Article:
Gate City, Virginia Car Accident Lawyer & Wrongful Death Attorney
Gate City, Virginia Car Accident Lawyer
Approximately 40,000 people lose their lives and 4.5 million are seriously injured in car accidents each year. If you or a loved one were involved in an automobile accident caused by someone else’s negligence, you have a right to seek compensation.
At the Law Offices of Mark T. Hurt, we represent clients injured from many different types of vehicle-related accidents, including those involving:
- Passenger trucks
- Commercial trucks
- Delivery vehicles
- Uber and Lyft vehicles
- Recreational Vehicles
- ATVs/UTVs (including four-wheeler and side-by-side utility vehicles)
As an experienced Gate City, VA car accident lawyer, Mark Hurt can help you and your family seek justice and recover the full compensation to which you are rightfully entitled.
Where Car Accidents Happen Most
Many people avoid traveling during holiday seasons or school breaks because of the alarming rates of road fatalities. What they may not realize is that the majority of accidents occur within 10 miles of home. Thus, while it is always helpful to be concerned about safe travel, the fact is that for Gate City residents, it is more probable to be injured along US-23, than somewhere outside of town.
There are many causes of motor vehicle accidents, and most of them are preventable. According to the National Highway Traffic Safety Administration, the following are some of the most prevalent causes:
- Driving while intoxicated or under the influence of drugs
- Failure to yield
- Careless or reckless driving
- Drowsiness, sleepiness, or fatigue
- Visual obstructions (rain, snow, glare, lights, trees, etc.)
- Failure to obey traffic signs or signals
- Unbelted deaths
- Cell phone use
- Other types of negligence
While some accident causes (such as bad weather) may not be preventable, most of the cases of car accidents are due to the deliberate or careless actions of other drivers.
Proving Car Accident Fault
In Virginia, as an injury victim, you can file a claim or a lawsuit (when necessary) against a negligent party and their insurance company to seek compensation for your injuries. To prove negligence, you must prove that:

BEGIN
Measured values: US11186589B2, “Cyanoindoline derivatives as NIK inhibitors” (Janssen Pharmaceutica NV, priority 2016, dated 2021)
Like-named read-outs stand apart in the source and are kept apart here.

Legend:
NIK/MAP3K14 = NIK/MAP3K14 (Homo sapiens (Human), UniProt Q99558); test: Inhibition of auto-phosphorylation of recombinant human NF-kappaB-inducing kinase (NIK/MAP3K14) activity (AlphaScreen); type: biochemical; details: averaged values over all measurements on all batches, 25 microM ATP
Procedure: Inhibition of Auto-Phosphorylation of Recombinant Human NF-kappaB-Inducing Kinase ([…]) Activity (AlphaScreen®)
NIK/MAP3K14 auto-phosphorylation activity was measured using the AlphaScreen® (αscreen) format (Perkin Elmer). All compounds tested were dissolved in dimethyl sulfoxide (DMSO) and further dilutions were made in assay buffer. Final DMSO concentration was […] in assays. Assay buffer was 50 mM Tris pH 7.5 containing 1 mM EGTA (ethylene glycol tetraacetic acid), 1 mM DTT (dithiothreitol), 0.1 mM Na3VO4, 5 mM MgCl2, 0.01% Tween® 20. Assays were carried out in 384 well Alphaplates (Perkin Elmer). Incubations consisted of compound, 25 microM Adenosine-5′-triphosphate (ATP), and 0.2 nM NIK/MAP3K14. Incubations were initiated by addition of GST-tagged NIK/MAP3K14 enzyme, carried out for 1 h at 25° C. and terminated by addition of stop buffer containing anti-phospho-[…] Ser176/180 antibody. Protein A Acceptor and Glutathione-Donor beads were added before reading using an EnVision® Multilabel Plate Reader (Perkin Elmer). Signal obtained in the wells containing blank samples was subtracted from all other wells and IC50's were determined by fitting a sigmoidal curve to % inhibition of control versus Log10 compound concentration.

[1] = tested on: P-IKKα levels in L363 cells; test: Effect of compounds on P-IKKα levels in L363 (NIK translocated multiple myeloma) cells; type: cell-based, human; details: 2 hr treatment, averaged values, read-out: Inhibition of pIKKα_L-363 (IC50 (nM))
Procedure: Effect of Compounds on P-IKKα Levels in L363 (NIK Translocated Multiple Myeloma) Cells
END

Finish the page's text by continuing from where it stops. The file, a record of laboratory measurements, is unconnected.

- The defendant owed you a duty of care prior to the injury;
- The defendant’s actions violated this duty; and
- The violation of the duty of care caused your injury.
As an example, Virginia drivers owe a duty of care to others by following the law when driving, and not to engage in actions such as speeding or running a red light (which would violate this duty of care). They also owe the duty to drive carefully, such as not taking their eyes off the road to text while driving. If they fail to exercise the proper degree of care expected by a reasonable person in the situation, they can be liable.
Identifying All Those Legally Responsible for Your Accident
Often, multiple parties are partly responsible for a single car accident. In these situations, most states follow a formula known as “comparative negligence” in determining damages and liability, whereby each person at fault in a car crash will be accountable to the victim for the percentage of damages attributable to their conduct or negligence (such percentage is determined by a jury).
As an example, if another driver is found to be 90% at fault for an accident, the injured person is found to be 10% at fault, and the total damages are $100,000, the other driver would owe the injured person $90,000 (90% x $100,000). The injured person would then be responsible for $10,000 of their damages (10% x $100,000), since the jury determined that they were 10% at fault.
Virginia, however, is one of only a handful of states that follows what is known as “pure contributory negligence.” Under the pure contributory negligence rule, a person must be totally without fault in order to recover, meaning that even being even 1% responsible can bar a person from receiving compensation. In the above example, the injury victim would not be able to recover any money from the other driver, even though a jury determined that the other driver was 90% at fault.
Because of Virginia’s strict contributory negligence rule, compiling evidence and putting together a strong claim or case that shows the other party was 100% at fault can be critical. If a car crash case goes to trial, the defendants will almost certainly try to blame the injured person for some portion of fault in an effort to escape all liability. With more than 30 years of representing injury victims and families, attorney Mark Hurt can assess the details of your case and analyze whether the negligent driver and their insurance company may be able to raise a contributory negligence defense.
Get the Experienced Car Accident Representation You Deserve to Combat Insurance Companies and Their Lawyers
Most insurance companies are for-profit businesses that are interested in making as much money as possible. The less money that have to pay in claims and damages, the more money they make.